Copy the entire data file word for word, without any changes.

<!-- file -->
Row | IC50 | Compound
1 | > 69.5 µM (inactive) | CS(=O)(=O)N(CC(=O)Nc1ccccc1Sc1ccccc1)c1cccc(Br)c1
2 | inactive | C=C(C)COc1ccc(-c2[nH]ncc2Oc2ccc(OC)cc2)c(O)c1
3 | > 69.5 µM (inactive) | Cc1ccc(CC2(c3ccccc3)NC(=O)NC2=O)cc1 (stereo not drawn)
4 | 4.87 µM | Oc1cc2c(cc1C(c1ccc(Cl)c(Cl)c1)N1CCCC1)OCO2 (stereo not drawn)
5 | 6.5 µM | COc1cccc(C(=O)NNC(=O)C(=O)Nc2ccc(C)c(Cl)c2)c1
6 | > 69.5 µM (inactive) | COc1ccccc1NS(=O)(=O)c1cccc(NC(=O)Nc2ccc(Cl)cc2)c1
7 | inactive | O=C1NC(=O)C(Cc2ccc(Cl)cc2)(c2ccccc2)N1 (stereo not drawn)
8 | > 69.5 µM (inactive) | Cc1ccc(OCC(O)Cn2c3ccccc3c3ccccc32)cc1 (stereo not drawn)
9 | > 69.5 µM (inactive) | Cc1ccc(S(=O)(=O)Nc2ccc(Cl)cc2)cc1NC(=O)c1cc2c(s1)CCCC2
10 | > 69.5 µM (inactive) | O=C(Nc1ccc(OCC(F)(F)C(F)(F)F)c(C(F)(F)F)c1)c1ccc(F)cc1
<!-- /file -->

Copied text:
Row | IC50 | Compound
1 | > 69.5 µM (inactive) | CS(=O)(=O)N(CC(=O)Nc1ccccc1Sc1ccccc1)c1cccc(Br)c1
2 | inactive | C=C(C)COc1ccc(-c2[nH]ncc2Oc2ccc(OC)cc2)c(O)c1
3 | > 69.5 µM (inactive) | Cc1ccc(CC2(c3ccccc3)NC(=O)NC2=O)cc1 (stereo not drawn)
4 | 4.87 µM | Oc1cc2c(cc1C(c1ccc(Cl)c(Cl)c1)N1CCCC1)OCO2 (stereo not drawn)
5 | 6.5 µM | COc1cccc(C(=O)NNC(=O)C(=O)Nc2ccc(C)c(Cl)c2)c1
6 | > 69.5 µM (inactive) | COc1ccccc1NS(=O)(=O)c1cccc(NC(=O)Nc2ccc(Cl)cc2)c1
7 | inactive | O=C1NC(=O)C(Cc2ccc(Cl)cc2)(c2ccccc2)N1 (stereo not drawn)
8 | > 69.5 µM (inactive) | Cc1ccc(OCC(O)Cn2c3ccccc3c3ccccc32)cc1 (stereo not drawn)
9 | > 69.5 µM (inactive) | Cc1ccc(S(=O)(=O)Nc2ccc(Cl)cc2)cc1NC(=O)c1cc2c(s1)CCCC2
10 | > 69.5 µM (inactive) | O=C(Nc1ccc(OCC(F)(F)C(F)(F)F)c(C(F)(F)F)c1)c1ccc(F)cc1